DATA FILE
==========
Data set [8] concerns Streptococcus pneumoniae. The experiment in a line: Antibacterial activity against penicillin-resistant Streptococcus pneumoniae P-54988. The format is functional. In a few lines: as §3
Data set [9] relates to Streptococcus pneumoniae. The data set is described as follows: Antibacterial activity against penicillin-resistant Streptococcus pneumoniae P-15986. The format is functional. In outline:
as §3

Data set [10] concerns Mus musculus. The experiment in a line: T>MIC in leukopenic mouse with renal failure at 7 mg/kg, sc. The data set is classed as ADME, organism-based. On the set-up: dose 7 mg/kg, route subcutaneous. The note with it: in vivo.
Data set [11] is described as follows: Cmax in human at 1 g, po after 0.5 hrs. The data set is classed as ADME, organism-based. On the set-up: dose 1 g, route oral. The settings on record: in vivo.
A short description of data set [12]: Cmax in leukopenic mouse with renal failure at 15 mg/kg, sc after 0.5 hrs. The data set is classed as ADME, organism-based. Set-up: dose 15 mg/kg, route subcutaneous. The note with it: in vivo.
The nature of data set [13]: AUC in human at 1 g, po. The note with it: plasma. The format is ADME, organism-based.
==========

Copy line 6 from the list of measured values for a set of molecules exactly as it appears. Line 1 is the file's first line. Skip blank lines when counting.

A short description of data set [12]: Cmax in leukopenic mouse with renal failure at 15 mg/kg, sc after 0.5 hrs. The data set is classed as ADME, organism-based. Set-up: dose 15 mg/kg, route subcutaneous. The note with it: in vivo.